Right after, The Twilight Sad returned to Barcelona after opening for The Cure in late 2016. Theirs was a very tense and emotive gig with the classics like “I Become A Prostitute”. Alex Graham, once again one of the most dedicated and committed frontmen you will ever find, was the focus of a very, very solid gig which included a very heartfelt rendition of “Keep Yourself Warm”, by Frightened Rabbit, a tribute to the recently deceased Scott Hutchinson (QRO interview). One of the most touching gigs of the festival.
ZA! Proved that their electronic/megaflow/oriental/freaky/electric/schizophonic set works well in small rooms as well as big, open-space places.
Later in the evening, Anna von Hausswolff was one of the revelations of the festival, with an incredible set of expansive metal, experimental pop and prog-rock. But this description and it’s not fair to von Hausswolff’s music. It’s like Fennesz decided to turn it up to eleven and put guitars in it, to say the least. A really, really pleasant surprise.
Fever Ray was underwhelming as they decided to focus on the dancey uncomfortable side of their work, so we decided to go and watch Nick Cave & The Bad Seeds for the nth time. And, you know what? It was fantastic.
And to cap off at night we were genuinely surprised by the mix of blues and black metal by Zeal and Ardor. Most of those songs start with bluesy touch, but were almost like gospel and then turn to an expansive blow of black metal, which was reinforced by two other vocalists apart from frontman’s Manuel Gagneux. And it worked! It really worked! Very, very worth of a listen.
Elsewhere, Björk made sure her visa from her planet was put to good use with a radically different sonic-wise and image-wise concert.
Josh T. Pearson warmed up those who wanted an early gig at the Primavera Sound, with a set of songs and ranged from delicate ballads, to vigorous rock and roll to a reflective combination of country and blues (more bluesy, actually). He’s much more optimistic now, and more grateful with things in general, and that shows in his music.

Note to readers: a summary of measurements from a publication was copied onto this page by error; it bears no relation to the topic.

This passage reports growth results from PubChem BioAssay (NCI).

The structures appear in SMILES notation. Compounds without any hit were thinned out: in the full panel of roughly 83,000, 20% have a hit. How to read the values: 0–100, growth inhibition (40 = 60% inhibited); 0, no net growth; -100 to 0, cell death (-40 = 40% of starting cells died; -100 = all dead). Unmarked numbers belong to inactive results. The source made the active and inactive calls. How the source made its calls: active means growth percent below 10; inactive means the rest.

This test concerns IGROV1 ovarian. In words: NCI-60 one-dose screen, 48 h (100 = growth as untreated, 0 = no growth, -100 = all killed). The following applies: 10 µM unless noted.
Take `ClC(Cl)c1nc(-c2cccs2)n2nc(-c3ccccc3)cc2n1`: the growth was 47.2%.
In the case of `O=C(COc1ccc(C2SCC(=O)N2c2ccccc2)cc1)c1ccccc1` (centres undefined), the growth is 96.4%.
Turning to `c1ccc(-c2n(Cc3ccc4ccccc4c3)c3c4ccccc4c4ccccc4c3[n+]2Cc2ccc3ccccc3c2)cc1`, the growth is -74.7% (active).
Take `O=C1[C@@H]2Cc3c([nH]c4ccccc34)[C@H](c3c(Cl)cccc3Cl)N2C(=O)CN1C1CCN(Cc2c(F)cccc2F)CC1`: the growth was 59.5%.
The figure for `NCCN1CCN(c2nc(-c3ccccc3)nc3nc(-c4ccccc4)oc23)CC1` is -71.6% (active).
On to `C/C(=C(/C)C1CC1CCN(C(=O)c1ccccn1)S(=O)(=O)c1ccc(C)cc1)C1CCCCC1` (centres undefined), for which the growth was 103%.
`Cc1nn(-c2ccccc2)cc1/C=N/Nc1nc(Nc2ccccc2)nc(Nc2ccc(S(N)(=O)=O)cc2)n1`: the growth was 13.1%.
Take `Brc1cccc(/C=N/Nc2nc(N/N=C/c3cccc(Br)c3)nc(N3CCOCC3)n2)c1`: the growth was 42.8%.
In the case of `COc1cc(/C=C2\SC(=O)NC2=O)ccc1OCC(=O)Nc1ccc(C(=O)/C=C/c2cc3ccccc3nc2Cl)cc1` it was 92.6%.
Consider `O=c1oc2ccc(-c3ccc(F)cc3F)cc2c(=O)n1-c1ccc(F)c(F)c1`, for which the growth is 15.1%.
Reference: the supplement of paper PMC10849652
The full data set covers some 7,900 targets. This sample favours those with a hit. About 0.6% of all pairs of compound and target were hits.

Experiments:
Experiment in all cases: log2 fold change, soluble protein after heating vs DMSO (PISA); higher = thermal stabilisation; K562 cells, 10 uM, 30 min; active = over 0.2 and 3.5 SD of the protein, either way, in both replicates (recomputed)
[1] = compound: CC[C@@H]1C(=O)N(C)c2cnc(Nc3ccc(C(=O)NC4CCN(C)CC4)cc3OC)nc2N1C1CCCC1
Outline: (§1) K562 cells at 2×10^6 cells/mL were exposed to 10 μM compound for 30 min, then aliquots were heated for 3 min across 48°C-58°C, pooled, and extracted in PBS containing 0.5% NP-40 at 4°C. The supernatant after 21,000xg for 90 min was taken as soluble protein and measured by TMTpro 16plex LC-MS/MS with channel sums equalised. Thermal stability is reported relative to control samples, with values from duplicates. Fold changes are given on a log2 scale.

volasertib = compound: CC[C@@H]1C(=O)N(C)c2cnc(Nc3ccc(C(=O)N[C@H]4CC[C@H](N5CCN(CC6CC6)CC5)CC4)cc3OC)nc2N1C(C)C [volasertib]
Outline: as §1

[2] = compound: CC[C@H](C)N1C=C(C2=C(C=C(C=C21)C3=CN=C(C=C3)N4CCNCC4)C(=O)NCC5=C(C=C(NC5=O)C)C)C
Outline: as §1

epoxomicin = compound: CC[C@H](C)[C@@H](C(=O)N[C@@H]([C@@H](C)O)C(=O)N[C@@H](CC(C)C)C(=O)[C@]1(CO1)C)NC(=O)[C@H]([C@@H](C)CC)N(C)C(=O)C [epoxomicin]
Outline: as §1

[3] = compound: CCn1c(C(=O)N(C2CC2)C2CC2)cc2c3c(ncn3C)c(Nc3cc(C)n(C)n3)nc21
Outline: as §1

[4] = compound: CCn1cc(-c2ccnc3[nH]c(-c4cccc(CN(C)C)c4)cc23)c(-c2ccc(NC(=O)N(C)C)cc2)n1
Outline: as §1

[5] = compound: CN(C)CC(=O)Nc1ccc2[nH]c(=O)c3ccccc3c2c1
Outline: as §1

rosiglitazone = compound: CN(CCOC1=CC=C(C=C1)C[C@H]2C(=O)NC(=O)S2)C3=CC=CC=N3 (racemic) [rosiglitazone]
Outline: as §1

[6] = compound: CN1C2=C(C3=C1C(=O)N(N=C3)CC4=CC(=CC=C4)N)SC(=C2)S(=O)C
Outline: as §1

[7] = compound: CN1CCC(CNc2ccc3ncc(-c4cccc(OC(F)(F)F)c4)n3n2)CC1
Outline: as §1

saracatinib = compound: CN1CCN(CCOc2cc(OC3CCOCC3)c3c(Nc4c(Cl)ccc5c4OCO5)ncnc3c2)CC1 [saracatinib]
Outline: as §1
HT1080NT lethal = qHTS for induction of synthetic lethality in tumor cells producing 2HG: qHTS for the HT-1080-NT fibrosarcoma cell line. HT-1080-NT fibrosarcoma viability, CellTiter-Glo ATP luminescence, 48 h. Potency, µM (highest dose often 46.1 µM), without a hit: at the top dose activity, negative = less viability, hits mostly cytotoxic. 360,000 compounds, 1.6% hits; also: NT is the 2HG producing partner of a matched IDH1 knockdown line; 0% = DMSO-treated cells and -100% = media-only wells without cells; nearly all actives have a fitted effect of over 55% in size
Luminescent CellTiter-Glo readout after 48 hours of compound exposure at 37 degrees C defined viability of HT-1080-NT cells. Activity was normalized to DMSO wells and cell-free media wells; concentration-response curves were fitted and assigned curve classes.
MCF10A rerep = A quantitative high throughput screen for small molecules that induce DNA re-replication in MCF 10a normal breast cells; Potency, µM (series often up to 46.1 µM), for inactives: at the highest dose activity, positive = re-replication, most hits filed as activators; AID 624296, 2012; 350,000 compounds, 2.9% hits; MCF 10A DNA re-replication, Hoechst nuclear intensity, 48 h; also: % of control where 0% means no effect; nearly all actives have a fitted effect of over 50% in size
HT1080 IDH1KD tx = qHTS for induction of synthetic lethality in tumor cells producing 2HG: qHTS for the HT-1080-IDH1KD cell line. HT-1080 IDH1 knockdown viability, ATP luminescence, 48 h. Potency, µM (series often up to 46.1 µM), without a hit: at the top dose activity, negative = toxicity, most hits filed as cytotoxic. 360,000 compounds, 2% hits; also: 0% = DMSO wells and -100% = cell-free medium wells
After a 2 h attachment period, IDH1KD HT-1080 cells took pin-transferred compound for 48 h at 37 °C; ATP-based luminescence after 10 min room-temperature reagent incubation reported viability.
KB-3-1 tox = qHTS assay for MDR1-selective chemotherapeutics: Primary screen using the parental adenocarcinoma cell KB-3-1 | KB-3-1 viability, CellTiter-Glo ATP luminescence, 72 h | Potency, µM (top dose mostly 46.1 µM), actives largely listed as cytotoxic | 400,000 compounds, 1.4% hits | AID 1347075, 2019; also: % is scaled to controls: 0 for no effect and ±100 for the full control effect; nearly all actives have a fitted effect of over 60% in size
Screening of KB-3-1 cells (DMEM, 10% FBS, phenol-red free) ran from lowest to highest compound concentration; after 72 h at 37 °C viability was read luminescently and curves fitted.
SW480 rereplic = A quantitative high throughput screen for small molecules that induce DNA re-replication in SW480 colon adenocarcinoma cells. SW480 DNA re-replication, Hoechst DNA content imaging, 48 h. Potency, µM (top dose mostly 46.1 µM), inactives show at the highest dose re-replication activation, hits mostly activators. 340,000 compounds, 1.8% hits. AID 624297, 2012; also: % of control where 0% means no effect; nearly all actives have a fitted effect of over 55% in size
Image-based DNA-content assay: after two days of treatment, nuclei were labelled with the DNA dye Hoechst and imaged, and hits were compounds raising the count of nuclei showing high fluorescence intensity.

The Breeders, with their classic line up, were probably the unbeatable band if we talk about a revision of ‘90s indie rock.
Father John Misty structured his appearance in the way he was mixing hits with new songs and then more hits and then more new songs. A clever way to approach a festival, if you’re into his music. If you’re not, then probably the best thing you could have done was to go watch Liminal Soundbath, Sigur Ros’ Jonsi’s new ambient project alongside Alex Summers and Paul Corley. The dark room used by Liminal Soundbath set the mood for a post-apocalyptic set of tunes and noises, walking the fine line between the real and the imaginary. Amid the loud concerts around, this was refreshing, a real sonic balm.
After presenting their current record in a surprise gig, in 2017, Mogwai came back to the Primavera Sound to give a proper concert, mixing new songs and old hits. The additions of Alex Mackay on guitars and keyboards, and Cat Myers on drums, even if only for this tour, revitalised the old numbers of the band and infused them with new energy. “Hunted by a Freak”, “Rano Pano” or “Mogwai Fear Satan” sounded different enough so one had the feeling the band is not just touring for touring sake. Cohesive, concrete, all of them pushing in the same direction, Mogwai are still a great live machine.
Right after Mogwai, Ride played in the so-called hidden stage. They went over new compositions and old numbers, but contrary to what you might expect nostalgia, was not their goal. They sounded better and way more elastic than before.